How much is that Danish in the window?

Our media. Have they no decency?

I make an effort not to watch our local TV news or read our local newspaper, except for the sports section. The reason is that I object to being bombarded with images of poor people who have lost a loved one and who are asked to say a few words for the camera in the midst of great personal loss, such as an accident or shooting. These are usually people in poor circumstances and this journalistic narcissism is nothing more than slumming. Those who enjoy watching this intrusion are no better, as they reward news outlets by purchasing advertised products or services.

I think it shows why we need outside moral guidance for our behavior and values. If we just follow the profit motive, we are inclined toward sensationalism in order to sell newspapers or TV advertising. This behavior is horribly intrusive and unacceptable, and its coarseness, selfishness, and intrusiveness is damaging our society .

On May 16, 1861, Abraham Lincoln wrote to the parents of a young friend who died in battle .He said: “In the hope that it may be no intrusion upon the sacredness of your sorrow, I have ventured to address you this tribute  to the memory of my young friend, and your brave and early fallen child.”

Who could say it better?

Are American Films Slipping?

I was never a fan of foreign films. The people who watched them seem to be trying to make a statement rather than just enjoying old foreign movies. Now I’m finding that most of the good films I view on Netflix are indeed foreign — and not old. Many are French and some come from Germany, England, Denmark, Italy and so on.

These foreign films are just better than most American films. While America is capable of making marvelous films and does from time- to-time, Hollywood seems caught up in nudity, sex and violence – – not to mention techno – thrillers. While some of these scenes of sex and violence are appropriate, in many cases they seem like extra baggage. And many of these films sell well even though they are poorly made. Many of them lack good plotting, emotion, and heart. Maybe the foreign films don’t have  budgets to permit massive helicopter strikes and other expensive American film technologies.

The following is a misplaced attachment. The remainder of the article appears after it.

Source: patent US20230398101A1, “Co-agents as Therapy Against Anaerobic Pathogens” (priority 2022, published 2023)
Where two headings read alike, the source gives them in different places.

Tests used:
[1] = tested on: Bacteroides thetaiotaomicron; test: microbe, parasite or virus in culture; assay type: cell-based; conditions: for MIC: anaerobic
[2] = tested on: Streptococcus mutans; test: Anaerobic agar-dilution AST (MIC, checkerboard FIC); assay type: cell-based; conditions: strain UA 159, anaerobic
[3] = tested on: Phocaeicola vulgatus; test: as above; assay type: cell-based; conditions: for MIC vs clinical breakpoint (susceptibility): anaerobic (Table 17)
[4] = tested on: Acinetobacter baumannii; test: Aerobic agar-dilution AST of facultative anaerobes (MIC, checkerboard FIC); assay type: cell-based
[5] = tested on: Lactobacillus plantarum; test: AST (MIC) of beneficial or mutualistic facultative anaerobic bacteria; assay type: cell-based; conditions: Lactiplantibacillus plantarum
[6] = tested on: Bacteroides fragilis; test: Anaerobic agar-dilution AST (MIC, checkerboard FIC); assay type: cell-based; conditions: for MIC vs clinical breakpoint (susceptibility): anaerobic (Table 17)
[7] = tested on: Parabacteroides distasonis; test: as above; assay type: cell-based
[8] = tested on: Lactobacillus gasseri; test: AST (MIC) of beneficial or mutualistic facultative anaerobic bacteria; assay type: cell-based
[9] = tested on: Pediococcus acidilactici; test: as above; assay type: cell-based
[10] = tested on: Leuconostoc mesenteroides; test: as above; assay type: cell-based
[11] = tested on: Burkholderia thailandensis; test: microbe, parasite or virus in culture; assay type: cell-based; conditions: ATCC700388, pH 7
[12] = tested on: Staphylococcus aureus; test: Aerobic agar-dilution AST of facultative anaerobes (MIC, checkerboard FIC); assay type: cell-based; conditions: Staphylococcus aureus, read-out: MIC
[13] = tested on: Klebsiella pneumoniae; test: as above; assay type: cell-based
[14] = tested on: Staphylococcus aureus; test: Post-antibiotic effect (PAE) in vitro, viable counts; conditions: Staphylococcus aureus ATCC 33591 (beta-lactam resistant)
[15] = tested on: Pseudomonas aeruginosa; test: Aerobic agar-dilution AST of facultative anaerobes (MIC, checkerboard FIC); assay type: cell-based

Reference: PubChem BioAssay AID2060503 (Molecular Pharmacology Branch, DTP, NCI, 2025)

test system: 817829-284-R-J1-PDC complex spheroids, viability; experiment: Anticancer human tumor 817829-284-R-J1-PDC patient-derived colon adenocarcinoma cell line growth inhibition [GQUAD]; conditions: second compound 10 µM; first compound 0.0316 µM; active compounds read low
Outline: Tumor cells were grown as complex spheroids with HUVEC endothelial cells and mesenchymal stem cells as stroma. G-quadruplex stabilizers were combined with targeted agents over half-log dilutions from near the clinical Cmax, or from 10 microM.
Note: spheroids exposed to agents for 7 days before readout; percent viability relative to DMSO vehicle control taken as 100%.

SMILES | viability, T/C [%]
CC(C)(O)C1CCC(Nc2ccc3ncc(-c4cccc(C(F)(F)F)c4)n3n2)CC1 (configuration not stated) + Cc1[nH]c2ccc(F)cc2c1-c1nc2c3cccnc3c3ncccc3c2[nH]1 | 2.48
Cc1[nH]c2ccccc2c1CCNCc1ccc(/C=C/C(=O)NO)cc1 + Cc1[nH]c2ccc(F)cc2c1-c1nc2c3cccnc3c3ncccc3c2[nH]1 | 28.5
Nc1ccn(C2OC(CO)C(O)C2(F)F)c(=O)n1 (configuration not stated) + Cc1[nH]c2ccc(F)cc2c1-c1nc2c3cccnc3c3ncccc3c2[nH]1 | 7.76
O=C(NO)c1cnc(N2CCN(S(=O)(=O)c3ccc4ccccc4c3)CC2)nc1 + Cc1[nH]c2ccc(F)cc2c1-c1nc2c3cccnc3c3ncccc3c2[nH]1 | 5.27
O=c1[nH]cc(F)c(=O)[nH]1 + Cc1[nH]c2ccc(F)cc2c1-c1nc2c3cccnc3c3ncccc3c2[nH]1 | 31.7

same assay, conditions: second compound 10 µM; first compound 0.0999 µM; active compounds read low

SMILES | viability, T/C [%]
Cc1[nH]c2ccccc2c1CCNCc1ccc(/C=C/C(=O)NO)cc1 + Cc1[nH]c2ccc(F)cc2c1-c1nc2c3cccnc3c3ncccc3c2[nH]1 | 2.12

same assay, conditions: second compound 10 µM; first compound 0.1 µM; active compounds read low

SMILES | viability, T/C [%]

I suspect the culprit is capitalism itself. I’m fairly conservative when it comes to economics but I know that publicly-held corporations need to show impressive returns on a quarterly basis. That may lead to appealing to the same people who enjoy superficial and mighty gross TV shows. I don’t want to sound snooty, but I like movies that have heart and that move me emotionally.

I recently saw the Intouchables, Mostly Martha, Cinema Paradiso and a number of other films that truly entertain. What’s the solution? I suppose it is capitalism itself and we can get a message to Hollywood by not spending our money on lousy movies. But if Hollywood is making money from these cheap flicks then things are not going to change. And because of their massive advertising campaigns, we’ll only hear about the clunkers. Meanwhile we must rely on word-of -mouth from friends to find good movies –foreign or American.

The only thing left to do is to continue to see good movies in theaters or through Netflix — and in many cases they will turn out to be foreign-made.



105_0564Today, Florida passed a law against driving and texting. When I wrote The Digital Pandemic, some folks said I wanted to to back to the horse and buggy days. I don’t (although one must pay a lot to ride in a buggy today) but we would have saved millions of lives if we knew of the need for seatbelts when Henry Ford first turned out the new-fangled technology called a horseless carriage.

So we need to evaluate and monitor the digital pandemic. Meanwhile, Japanese auto makers are including TV screens in the dashboards of new cars to allow drivers to watch their favorite TV shows while driving!

This shows the scrary side of unbridled capitalism combined with technology.